Priest denied, however, that the CDC had been discouraged from bidding on the PBID management. “Tell Cindy if she wants to come back and bid on that she can, just like any subcontractor. We’re going to hire a manager and run it more like a business than a government entity.” With the CDC formally dissolved, however, just how its former CEO could provide a bid with no staffing is questionable.
Priest, who also headed a former blue ribbon commission on ECPAC, squelched hopes that merchants could expect the city to complete the long-promised remodel of the theater, either. “For the city to run it they will have to subsidize a half million dollars a year,” he said, though he acknowledged that other cities don’t expect theaters to be self-supporting. He said Indian casinos offering cut-rate entertainment “doomed” the performing arts center.
Speculation has long been rampant that the mayor or councilmembers, in conjunction with developers such as Priest, may be looking to raze the theater and build a hotel, convention center, or some other development on the site. Mayor Mark Lewis has long denied that claim, as have other councilmembers through the years. Oddly, however, the blue ribbon commission on ECPAC excluded the most seemingly qualified applicant: a 20-year manager of the Civic Theater in downtown San Diego.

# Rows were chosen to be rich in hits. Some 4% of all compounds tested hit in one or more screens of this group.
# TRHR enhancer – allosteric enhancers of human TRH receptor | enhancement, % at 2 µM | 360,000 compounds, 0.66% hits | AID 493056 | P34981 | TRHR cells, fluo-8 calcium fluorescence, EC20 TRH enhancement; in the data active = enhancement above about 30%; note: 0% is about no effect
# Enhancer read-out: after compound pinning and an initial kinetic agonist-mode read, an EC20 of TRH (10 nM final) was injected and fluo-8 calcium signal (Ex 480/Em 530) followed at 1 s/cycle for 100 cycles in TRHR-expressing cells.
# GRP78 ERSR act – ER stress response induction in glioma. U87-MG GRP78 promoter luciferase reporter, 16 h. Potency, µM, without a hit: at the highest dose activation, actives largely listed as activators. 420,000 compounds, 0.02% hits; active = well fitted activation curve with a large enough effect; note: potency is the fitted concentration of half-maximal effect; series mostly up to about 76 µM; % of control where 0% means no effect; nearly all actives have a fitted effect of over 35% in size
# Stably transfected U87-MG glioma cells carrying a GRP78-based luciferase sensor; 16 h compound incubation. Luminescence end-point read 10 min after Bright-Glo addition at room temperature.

Similarly, Fargo points out that the blue ribbon commission on the CDC, also chaired by Priest, did not include experts in the redevelopment field. “They weren’t experts, so it was very difficult for them to evaluate what was happening correctly,” she observed, recalling that the CDC provided responses to every statement in the commission’s report to the Council.